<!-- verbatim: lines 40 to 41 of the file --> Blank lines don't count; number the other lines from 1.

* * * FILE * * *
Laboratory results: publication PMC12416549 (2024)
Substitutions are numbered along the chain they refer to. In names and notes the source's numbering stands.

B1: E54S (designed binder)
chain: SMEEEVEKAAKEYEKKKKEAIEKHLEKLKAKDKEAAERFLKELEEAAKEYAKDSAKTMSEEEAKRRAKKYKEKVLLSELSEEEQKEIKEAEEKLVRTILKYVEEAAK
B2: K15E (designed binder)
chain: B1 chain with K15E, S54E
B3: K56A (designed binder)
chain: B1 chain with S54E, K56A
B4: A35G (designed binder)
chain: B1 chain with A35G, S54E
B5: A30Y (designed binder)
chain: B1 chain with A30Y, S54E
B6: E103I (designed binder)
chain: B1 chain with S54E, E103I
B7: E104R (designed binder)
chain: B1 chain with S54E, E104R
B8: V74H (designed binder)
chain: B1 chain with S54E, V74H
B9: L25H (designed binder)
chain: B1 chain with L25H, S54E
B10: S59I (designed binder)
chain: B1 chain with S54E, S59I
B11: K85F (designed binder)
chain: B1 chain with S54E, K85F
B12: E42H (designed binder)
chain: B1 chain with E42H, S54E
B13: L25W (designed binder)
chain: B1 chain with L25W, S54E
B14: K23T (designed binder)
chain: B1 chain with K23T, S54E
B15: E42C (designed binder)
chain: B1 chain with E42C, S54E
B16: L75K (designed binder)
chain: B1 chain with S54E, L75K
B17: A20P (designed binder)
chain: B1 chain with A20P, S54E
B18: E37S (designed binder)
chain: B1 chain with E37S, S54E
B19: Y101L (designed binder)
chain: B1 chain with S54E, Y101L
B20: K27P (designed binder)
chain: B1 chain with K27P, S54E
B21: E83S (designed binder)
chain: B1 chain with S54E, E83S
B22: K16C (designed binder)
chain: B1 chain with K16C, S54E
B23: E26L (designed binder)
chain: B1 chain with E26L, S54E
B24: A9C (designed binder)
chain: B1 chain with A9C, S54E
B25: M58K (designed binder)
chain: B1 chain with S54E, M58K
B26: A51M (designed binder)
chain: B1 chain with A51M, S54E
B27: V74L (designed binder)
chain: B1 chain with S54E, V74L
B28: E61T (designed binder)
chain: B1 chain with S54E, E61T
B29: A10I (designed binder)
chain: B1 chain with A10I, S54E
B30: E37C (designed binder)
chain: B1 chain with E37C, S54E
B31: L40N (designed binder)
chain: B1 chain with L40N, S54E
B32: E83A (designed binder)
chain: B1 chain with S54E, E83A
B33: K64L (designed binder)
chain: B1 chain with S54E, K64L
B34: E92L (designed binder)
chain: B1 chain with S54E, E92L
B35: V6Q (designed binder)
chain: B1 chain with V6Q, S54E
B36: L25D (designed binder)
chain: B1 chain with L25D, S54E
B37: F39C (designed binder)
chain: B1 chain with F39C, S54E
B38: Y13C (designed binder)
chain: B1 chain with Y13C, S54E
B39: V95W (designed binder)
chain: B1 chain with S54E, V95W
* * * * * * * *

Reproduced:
chain: B1 chain with S54E, Y101L
B20: K27P (designed binder)